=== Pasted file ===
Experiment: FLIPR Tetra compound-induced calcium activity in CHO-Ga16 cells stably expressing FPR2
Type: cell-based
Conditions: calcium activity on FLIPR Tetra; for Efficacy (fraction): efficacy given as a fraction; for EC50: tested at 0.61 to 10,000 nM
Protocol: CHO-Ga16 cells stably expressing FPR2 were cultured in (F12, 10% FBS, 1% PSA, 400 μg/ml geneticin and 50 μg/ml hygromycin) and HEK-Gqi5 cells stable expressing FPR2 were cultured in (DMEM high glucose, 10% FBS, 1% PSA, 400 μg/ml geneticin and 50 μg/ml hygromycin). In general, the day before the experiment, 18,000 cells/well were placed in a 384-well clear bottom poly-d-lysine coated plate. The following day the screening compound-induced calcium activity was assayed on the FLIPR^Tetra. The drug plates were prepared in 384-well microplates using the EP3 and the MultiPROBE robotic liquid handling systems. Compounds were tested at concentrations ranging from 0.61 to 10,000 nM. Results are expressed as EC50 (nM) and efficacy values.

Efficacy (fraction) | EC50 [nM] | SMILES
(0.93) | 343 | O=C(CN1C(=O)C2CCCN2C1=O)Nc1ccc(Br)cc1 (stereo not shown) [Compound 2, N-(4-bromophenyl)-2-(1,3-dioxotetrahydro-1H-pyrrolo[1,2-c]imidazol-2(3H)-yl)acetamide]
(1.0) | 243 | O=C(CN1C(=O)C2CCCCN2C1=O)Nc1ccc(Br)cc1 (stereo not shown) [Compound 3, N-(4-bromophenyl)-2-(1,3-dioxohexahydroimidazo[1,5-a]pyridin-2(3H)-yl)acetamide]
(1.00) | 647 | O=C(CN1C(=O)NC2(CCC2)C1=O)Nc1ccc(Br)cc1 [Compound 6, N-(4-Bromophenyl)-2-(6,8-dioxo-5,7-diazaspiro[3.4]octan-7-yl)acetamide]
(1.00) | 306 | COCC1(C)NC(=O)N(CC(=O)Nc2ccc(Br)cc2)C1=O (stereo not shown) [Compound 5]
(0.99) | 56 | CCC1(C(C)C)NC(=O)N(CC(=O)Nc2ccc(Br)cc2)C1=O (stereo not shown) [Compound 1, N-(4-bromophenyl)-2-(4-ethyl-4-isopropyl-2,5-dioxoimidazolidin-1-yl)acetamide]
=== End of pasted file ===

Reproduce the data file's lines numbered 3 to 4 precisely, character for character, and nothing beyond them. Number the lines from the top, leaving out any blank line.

Conditions: calcium activity on FLIPR Tetra; for Efficacy (fraction): efficacy given as a fraction; for EC50: tested at 0.61 to 10,000 nM
Protocol: CHO-Ga16 cells stably expressing FPR2 were cultured in (F12, 10% FBS, 1% PSA, 400 μg/ml geneticin and 50 μg/ml hygromycin) and HEK-Gqi5 cells stable expressing FPR2 were cultured in (DMEM high glucose, 10% FBS, 1% PSA, 400 μg/ml geneticin and 50 μg/ml hygromycin). In general, the day before the experiment, 18,000 cells/well were placed in a 384-well clear bottom poly-d-lysine coated plate. The following day the screening compound-induced calcium activity was assayed on the FLIPR^Tetra. The drug plates were prepared in 384-well microplates using the EP3 and the MultiPROBE robotic liquid handling systems. Compounds were tested at concentrations ranging from 0.61 to 10,000 nM. Results are expressed as EC50 (nM) and efficacy values.